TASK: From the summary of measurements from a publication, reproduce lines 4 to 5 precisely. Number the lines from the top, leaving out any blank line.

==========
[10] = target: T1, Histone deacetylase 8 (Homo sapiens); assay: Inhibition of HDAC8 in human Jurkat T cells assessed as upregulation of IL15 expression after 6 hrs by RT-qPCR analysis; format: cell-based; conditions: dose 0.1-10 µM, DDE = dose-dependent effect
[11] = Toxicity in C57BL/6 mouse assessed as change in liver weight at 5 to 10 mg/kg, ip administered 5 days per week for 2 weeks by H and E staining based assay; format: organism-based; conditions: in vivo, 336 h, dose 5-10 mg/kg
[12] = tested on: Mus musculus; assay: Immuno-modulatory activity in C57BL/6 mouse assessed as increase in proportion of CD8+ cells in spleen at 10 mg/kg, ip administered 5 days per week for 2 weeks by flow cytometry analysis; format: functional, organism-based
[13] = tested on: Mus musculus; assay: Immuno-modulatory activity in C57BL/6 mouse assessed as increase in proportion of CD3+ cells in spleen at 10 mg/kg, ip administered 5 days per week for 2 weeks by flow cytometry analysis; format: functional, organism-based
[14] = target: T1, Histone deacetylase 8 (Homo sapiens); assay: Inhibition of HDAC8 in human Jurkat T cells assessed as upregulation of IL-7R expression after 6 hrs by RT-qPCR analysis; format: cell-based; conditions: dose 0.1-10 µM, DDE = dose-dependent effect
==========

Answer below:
[13] = tested on: Mus musculus; assay: Immuno-modulatory activity in C57BL/6 mouse assessed as increase in proportion of CD3+ cells in spleen at 10 mg/kg, ip administered 5 days per week for 2 weeks by flow cytometry analysis; format: functional, organism-based
[14] = target: T1, Histone deacetylase 8 (Homo sapiens); assay: Inhibition of HDAC8 in human Jurkat T cells assessed as upregulation of IL-7R expression after 6 hrs by RT-qPCR analysis; format: cell-based; conditions: dose 0.1-10 µM, DDE = dose-dependent effect